Policy Update 071

How to Lie Pseudo-scientifically in Policy Evaluation

KAINOU Kazunari
Fellow, RIETI

Policy evaluation and pseudo-scientific lies

I have been with the Research Institute of Economy, Trade and Industry (RIETI) for 15 years. Because of the position I hold, I am asked often by relevant government officials to conduct a third-party review or appraisal of policy evaluations carried out by universities and various research organizations including think tanks and consulting firms.

There has been a growing awareness of the importance of quantitative policy evaluation in recent years. However, contrary to what this might suggest, my personal impression is that policy evaluations based on scientific evidence are, quite often, incredibly inappropriate (whether or not with ill intent). I find it very unfortunate that much of it—whether documents or reports—must be read with heavy caution.

This is not a problem unique to Japan. Manski (2011)* reports that the United States is also facing a similar problem and things are getting serious, citing a series of specific examples with real names. Although I am not aware of any specific cases in Europe, transitional economies, or developing economies such as China and India, chances are that the situation is very much the same in those countries.

In this article, I draw on some examples of pseudo-scientific lies I have seen or heard in this area of research to explain how inappropriate quantitative policy evaluations are generated, what are typical tricks employed in such practices, and how to detect them. I will try to keep the language as plain as possible so that government policymakers can better understand and put into practice what they read.

Although I welcome any criticism or personal attacks about this article or myself, information on specific cases of which I am unaware and requests for advice on instances that are unusual by any standard would be most welcome.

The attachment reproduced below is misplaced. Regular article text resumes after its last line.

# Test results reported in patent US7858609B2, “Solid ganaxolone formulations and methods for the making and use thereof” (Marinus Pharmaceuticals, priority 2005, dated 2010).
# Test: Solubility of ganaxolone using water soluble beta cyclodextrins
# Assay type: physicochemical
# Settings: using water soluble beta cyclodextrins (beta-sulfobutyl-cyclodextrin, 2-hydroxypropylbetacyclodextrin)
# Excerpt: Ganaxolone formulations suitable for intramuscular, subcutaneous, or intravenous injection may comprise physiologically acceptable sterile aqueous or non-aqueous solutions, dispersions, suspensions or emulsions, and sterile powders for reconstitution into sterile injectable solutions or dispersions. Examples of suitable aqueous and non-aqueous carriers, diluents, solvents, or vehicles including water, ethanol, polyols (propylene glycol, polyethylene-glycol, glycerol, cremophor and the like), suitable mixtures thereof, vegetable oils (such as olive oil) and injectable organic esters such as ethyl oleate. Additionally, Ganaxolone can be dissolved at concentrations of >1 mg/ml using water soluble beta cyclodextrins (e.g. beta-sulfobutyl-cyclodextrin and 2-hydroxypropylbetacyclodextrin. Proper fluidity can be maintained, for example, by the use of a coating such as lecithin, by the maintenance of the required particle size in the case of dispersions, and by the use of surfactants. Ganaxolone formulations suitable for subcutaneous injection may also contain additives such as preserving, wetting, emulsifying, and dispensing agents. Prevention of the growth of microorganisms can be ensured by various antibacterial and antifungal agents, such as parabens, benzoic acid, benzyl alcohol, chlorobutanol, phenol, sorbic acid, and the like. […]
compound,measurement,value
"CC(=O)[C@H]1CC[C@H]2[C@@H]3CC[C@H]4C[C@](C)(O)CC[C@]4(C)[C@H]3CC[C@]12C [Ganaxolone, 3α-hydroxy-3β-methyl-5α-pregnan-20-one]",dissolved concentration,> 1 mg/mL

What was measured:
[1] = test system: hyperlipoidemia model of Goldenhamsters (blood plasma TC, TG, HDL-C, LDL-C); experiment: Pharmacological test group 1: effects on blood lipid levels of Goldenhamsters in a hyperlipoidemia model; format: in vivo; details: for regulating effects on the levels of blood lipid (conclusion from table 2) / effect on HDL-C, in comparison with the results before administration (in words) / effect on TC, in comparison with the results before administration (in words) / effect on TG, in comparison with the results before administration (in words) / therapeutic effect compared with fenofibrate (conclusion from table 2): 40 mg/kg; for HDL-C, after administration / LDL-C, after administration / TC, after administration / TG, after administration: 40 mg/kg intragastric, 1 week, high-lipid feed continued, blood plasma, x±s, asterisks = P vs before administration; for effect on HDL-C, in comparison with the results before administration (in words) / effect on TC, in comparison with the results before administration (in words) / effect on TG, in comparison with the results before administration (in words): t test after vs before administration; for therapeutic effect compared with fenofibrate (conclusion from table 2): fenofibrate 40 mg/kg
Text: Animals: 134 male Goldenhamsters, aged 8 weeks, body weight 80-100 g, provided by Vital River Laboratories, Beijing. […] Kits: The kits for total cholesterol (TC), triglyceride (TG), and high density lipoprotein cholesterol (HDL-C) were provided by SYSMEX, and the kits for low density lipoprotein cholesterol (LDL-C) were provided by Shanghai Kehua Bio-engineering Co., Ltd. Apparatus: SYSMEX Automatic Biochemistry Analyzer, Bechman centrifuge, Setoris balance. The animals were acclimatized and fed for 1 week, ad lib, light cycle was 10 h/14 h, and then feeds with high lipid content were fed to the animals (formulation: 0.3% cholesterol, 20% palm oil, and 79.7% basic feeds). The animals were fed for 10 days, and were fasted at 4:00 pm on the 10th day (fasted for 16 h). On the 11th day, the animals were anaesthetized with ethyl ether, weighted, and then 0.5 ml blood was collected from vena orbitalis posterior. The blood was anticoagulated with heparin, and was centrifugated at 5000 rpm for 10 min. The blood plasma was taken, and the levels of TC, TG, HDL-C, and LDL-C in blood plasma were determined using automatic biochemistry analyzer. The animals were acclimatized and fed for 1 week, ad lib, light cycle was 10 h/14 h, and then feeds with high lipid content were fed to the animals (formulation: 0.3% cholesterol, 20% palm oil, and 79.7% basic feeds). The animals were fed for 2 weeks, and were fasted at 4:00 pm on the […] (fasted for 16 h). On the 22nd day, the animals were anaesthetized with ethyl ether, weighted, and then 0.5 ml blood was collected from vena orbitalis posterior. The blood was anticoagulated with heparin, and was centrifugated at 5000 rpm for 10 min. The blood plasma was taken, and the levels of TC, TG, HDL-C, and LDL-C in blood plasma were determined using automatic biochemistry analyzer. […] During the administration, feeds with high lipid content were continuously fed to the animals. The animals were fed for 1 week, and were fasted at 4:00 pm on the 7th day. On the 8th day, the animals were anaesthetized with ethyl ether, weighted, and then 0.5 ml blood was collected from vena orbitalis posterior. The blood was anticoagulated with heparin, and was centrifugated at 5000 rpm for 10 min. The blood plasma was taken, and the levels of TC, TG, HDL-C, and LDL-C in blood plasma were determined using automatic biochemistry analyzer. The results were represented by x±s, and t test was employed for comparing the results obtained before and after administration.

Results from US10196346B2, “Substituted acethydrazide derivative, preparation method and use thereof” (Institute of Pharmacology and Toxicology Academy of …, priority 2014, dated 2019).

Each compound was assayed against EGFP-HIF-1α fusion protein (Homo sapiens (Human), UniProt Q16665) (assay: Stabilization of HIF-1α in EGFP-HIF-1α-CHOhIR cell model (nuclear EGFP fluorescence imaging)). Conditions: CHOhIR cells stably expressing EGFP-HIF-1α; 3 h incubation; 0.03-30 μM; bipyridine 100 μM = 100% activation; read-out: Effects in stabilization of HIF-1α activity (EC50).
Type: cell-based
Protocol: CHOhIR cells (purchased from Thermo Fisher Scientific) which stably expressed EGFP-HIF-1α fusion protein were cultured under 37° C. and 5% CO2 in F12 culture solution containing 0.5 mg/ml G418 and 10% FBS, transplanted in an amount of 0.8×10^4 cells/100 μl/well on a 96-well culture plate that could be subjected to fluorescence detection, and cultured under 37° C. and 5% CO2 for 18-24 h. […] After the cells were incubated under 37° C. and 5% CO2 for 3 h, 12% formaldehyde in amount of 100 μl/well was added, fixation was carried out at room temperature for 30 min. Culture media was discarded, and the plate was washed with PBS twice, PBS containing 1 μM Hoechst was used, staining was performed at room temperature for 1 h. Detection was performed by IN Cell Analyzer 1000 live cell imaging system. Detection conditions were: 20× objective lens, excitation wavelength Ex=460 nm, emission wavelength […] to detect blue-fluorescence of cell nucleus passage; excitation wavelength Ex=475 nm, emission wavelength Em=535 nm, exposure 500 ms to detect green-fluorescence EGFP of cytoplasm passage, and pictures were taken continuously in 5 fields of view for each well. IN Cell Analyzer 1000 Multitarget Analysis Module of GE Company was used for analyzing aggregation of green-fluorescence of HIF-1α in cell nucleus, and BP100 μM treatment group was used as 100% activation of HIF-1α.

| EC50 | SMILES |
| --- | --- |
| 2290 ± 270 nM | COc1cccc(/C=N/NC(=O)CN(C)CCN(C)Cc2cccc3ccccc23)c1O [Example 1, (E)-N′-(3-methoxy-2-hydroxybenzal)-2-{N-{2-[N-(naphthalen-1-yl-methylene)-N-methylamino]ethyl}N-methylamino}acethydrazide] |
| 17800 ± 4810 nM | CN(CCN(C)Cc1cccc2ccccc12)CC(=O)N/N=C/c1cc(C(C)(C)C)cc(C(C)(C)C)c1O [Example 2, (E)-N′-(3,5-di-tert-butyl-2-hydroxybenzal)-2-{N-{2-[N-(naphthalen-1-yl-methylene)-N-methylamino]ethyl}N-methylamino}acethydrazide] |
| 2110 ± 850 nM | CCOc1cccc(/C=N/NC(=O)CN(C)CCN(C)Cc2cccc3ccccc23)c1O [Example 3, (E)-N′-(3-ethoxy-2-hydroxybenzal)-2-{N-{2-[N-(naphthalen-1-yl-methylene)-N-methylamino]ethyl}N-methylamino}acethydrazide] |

Background and factors behind the production of pseudo-scientific lies

Background and factors behind inappropriate policy evaluations based on seemingly scientific evidence can be classified into two types, namely, structural factors and technical factors. The former can be defined as organizational or systemic problems of parties contracting out policy evaluation work (i.e., government agencies) and those undertaking the work (i.e., think tanks and universities), whereas the latter can be defined as technical problems regarding the competence and qualification of individuals or units undertaking analysis for policy evaluation within research organizations (e.g., think tanks) or government agencies, including the validity and ethicality of such competence and qualification (Table 1).

Table 1: Background and Factors behind the Production of Pseudo-scientific Lies in Policy Evaluation
(1) Structural Background: Factors contributing to the propensity to resort to policy evaluation with predetermined results
  • Government agencies' organizational culture that has no appreciation for courageous withdrawal
  • Narrow perspective resulting from bounded rationality and silo thinking on the part of individual units within an organization in budgetary and personnel management
  • Wrong assumptions made by individuals concerned and authoritarianism characterized by reliance on borrowed authority typically seen in the tendency to unquestionably follow examples of the United States and Europe
  • Government agencies' requests for evaluation from a non-neutral point of view, and excessive interference in or pressure on individuals responsible for analysis and evaluation
  • Lack of objectivity on the part of analysts/evaluators, and conflicts of interest stemming from monetary, competitive, and/or academic motives
(2) Technical Background: Factors contributing to the fabrication or derivation of convenient evaluation results
  • Arbitrary selection of data sources and sample years as well as the arbitrary blending, interpolation, and weighting of data
  • Exploration using data from a biased sample, such as those not properly representing the population and those containing outliers
  • Disregard or misapplication of external factors that occurred in sample years or that might have affected targets for analysis
  • Abuse of or deviation from assumptions in analysis and/or disregard of basic theories
  • Underestimation and far-fetched interpretation of potential deviations and errors

Now, my esteemed readers, how many times have you heard a familiar bell ring?